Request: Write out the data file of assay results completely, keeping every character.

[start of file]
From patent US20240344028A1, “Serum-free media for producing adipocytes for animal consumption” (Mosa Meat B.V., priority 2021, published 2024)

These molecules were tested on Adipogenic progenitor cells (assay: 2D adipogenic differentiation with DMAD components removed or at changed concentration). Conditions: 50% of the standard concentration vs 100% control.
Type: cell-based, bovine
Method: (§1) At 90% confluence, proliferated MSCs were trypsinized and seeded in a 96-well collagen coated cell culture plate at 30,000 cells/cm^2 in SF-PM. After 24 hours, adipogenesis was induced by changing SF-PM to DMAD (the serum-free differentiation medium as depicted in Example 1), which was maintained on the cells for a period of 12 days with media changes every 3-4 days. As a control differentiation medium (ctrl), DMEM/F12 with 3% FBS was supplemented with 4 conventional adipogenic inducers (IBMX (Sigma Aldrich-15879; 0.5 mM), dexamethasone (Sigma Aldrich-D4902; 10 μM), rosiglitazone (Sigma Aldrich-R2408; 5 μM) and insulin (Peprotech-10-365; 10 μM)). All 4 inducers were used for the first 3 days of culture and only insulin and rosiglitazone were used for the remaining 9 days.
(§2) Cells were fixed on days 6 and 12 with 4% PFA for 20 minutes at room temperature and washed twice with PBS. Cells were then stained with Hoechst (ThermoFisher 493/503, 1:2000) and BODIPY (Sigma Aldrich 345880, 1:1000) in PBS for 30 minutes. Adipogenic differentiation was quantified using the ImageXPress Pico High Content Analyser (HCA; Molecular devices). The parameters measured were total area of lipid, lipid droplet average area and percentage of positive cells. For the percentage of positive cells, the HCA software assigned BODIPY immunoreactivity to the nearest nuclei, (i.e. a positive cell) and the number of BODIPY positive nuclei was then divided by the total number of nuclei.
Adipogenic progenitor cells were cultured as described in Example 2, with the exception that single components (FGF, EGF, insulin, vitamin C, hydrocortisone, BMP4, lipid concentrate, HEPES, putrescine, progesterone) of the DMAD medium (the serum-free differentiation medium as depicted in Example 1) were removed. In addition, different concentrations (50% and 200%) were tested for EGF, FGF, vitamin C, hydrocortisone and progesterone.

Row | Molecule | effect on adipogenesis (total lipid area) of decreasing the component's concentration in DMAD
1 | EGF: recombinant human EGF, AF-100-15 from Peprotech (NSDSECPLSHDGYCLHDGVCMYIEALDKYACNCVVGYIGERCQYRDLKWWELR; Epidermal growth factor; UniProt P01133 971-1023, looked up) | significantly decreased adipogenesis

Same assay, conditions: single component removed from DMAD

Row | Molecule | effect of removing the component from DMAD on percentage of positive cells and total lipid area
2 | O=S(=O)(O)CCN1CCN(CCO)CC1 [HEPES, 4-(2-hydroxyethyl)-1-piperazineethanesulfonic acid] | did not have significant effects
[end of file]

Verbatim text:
From patent US20240344028A1, “Serum-free media for producing adipocytes for animal consumption” (Mosa Meat B.V., priority 2021, published 2024)

These molecules were tested on Adipogenic progenitor cells (assay: 2D adipogenic differentiation with DMAD components removed or at changed concentration). Conditions: 50% of the standard concentration vs 100% control.
Type: cell-based, bovine
Method: (§1) At 90% confluence, proliferated MSCs were trypsinized and seeded in a 96-well collagen coated cell culture plate at 30,000 cells/cm^2 in SF-PM. After 24 hours, adipogenesis was induced by changing SF-PM to DMAD (the serum-free differentiation medium as depicted in Example 1), which was maintained on the cells for a period of 12 days with media changes every 3-4 days. As a control differentiation medium (ctrl), DMEM/F12 with 3% FBS was supplemented with 4 conventional adipogenic inducers (IBMX (Sigma Aldrich-15879; 0.5 mM), dexamethasone (Sigma Aldrich-D4902; 10 μM), rosiglitazone (Sigma Aldrich-R2408; 5 μM) and insulin (Peprotech-10-365; 10 μM)). All 4 inducers were used for the first 3 days of culture and only insulin and rosiglitazone were used for the remaining 9 days.
(§2) Cells were fixed on days 6 and 12 with 4% PFA for 20 minutes at room temperature and washed twice with PBS. Cells were then stained with Hoechst (ThermoFisher 493/503, 1:2000) and BODIPY (Sigma Aldrich 345880, 1:1000) in PBS for 30 minutes. Adipogenic differentiation was quantified using the ImageXPress Pico High Content Analyser (HCA; Molecular devices). The parameters measured were total area of lipid, lipid droplet average area and percentage of positive cells. For the percentage of positive cells, the HCA software assigned BODIPY immunoreactivity to the nearest nuclei, (i.e. a positive cell) and the number of BODIPY positive nuclei was then divided by the total number of nuclei.
Adipogenic progenitor cells were cultured as described in Example 2, with the exception that single components (FGF, EGF, insulin, vitamin C, hydrocortisone, BMP4, lipid concentrate, HEPES, putrescine, progesterone) of the DMAD medium (the serum-free differentiation medium as depicted in Example 1) were removed. In addition, different concentrations (50% and 200%) were tested for EGF, FGF, vitamin C, hydrocortisone and progesterone.

Row | Molecule | effect on adipogenesis (total lipid area) of decreasing the component's concentration in DMAD
1 | EGF: recombinant human EGF, AF-100-15 from Peprotech (NSDSECPLSHDGYCLHDGVCMYIEALDKYACNCVVGYIGERCQYRDLKWWELR; Epidermal growth factor; UniProt P01133 971-1023, looked up) | significantly decreased adipogenesis

Same assay, conditions: single component removed from DMAD

Row | Molecule | effect of removing the component from DMAD on percentage of positive cells and total lipid area
2 | O=S(=O)(O)CCN1CCN(CCO)CC1 [HEPES, 4-(2-hydroxyethyl)-1-piperazineethanesulfonic acid] | did not have significant effects